The Securities and Exchange Board of India (SEBI) has recommended that no ‘prominent public figures, including celebrities and sportsmen,’ should advocate crypto items, and that the advertisement disclosure should also discuss any legal violations.
Cryptocurrencies are still unregulated and have been designated as virtual digital assets (VDA) for tax purposes alone.
When members of the Parliamentary Standing Committee on Finance questioned authorities about various elements of cryptocurrency last month, SEBI informed them of its position, according to sources. The regulator has now given a detailed written answer. According to sources, the Finance Ministry has also requested the regulator for its thoughts on advertisements and has forwarded guidelines from the Advertising Standards Council of India (ASCI).
“Given the unregulated nature of crypto products, famous public personalities such as celebrities, athletes, and others, or their voices shall not be used for endorsement/advertisement of crypto products,” SEBI said, according to a source. It further stated that any significant public figure who makes an endorsement in contravention of the Consumer Protection Act or any other legislation will be held accountable.
After explaining about danger and no legal remedies available for fraud, SEBI proposed rewording the disclaimer provided by ASCI by adding “dealings in crypto goods may lead to prosecution for possible violation of Indian laws such as FEMA, BUDS Act, PMLA, etc.”
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‘Impeding right to earn’
“A complete restriction on advertising a single sector is one thing,” Lloyd Mathias, Business Strategist, and Independent Director remarked. However, since the product is not prohibited from being advertised, identifying who can or cannot endorse the product is irrelevant.” He went on to say that this could obstruct any public figure’s fundamental right to earn.
Prime Minister Narendra Modi chaired a meeting in November amid a flood of crypto adverts featuring celebrities, and it was unanimously agreed that attempts to mislead the youth through over-promising and non-transparent advertising should be stopped.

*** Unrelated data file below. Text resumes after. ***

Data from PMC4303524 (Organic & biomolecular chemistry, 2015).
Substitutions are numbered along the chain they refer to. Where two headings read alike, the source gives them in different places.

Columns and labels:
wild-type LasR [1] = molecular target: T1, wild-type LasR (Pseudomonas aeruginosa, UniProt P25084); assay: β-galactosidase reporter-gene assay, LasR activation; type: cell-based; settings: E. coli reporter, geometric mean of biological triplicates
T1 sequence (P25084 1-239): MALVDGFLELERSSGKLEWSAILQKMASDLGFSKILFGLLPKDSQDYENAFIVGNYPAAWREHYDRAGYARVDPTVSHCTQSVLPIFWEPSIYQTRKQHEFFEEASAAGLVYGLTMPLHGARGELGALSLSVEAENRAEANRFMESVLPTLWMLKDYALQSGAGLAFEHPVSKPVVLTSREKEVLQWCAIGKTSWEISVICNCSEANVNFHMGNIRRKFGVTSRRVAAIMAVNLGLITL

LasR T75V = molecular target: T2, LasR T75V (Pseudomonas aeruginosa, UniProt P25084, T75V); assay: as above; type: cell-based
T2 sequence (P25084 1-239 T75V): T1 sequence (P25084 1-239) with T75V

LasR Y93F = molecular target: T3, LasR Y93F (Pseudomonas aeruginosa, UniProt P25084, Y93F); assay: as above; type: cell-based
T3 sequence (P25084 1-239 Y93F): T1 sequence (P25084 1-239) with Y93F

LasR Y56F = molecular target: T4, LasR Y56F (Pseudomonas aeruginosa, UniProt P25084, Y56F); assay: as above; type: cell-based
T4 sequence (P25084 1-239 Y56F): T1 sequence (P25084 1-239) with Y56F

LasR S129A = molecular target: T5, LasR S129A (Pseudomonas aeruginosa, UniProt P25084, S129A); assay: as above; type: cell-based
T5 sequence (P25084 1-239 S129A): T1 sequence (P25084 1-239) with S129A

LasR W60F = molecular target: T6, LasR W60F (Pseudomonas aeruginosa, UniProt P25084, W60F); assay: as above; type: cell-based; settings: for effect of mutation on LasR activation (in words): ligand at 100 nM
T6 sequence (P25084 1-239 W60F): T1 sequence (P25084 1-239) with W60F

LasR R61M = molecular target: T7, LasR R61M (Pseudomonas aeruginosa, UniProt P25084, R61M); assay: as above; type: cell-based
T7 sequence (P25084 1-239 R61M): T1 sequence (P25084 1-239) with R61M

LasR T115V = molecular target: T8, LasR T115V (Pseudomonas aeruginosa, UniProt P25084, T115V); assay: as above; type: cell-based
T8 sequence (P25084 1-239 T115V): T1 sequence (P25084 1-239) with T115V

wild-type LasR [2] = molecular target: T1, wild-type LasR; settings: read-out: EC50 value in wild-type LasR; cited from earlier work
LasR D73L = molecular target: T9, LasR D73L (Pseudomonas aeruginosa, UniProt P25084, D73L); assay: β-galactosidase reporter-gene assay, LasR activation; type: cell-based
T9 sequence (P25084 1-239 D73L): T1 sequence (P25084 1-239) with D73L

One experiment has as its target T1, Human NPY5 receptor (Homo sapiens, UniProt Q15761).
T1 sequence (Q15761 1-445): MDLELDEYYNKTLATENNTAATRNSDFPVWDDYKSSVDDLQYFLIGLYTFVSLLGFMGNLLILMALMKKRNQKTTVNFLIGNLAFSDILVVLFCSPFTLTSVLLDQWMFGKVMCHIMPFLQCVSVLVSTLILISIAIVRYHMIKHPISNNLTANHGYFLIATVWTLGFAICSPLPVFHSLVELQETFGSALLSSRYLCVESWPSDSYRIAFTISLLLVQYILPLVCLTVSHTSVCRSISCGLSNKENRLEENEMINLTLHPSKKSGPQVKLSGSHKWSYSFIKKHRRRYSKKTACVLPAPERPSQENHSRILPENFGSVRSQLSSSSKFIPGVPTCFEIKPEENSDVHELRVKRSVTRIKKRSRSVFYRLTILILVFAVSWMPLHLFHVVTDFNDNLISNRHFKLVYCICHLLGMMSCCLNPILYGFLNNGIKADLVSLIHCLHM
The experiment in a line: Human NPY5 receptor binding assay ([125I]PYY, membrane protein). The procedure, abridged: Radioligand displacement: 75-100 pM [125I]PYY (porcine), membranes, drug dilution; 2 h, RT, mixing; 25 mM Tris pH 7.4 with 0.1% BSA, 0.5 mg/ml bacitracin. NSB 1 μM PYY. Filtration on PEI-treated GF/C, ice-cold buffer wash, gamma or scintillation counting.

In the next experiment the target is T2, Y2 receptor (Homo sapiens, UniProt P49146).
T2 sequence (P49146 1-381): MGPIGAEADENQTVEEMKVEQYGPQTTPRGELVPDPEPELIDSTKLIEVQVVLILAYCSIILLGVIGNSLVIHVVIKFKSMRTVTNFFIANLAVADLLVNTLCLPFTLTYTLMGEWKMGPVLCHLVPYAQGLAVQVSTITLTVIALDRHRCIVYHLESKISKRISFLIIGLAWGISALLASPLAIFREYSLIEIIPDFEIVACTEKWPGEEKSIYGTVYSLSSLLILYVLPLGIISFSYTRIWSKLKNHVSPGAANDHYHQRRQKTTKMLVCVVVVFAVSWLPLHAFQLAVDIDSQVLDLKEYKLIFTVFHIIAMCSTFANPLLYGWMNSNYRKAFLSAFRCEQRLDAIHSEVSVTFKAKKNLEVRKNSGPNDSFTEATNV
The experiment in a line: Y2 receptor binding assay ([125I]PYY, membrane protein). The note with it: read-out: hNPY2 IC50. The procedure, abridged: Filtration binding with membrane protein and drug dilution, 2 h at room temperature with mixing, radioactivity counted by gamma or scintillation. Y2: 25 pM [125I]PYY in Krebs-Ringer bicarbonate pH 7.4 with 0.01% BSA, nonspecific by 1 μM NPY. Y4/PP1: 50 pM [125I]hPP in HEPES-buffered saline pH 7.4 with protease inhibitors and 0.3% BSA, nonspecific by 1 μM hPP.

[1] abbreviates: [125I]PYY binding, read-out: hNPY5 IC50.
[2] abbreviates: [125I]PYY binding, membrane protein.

Following that, the ASCI met with several stakeholders, including the government and the VDA industry, to develop advertising and related services guidelines. These were announced in February and took effect on April 1st.
“Because this is a dangerous category (VDAs), celebrities or significant individuals who feature in such commercials must take extra precautions to ensure that they have done their due diligence on the statements and claims made in the advertisement,” according to the guidelines.
Penalty for misleading advertising
The Consumer Protection Act of 2019 also places the onus of proof on celebrities in all advertisements. If an advertisement is deemed to be incorrect or misleading, the Central Consumer Protection Authority can order the manufacturer or celebrity endorsers of the product to remove or change the ad.
For the first incident of a false or misleading ad, the CCPA can impose a penalty of up to ten lakh on the celebrity endorser, with fines increasing to fifty lakh for any subsequent instances of false or misleading statements in ads.
For up to three years, it might also bar celebrities from endorsing any other items. “No endorser shall be liable to a penalty if he or she has taken due diligence to check the veracity of the claims made in the advertisement regarding the product or service being promoted by him or her,” it continues.
The Consumer Affairs Ministry is also anticipated to complete the Consumer Protection Act’s standards for preventing deceptive marketing soon.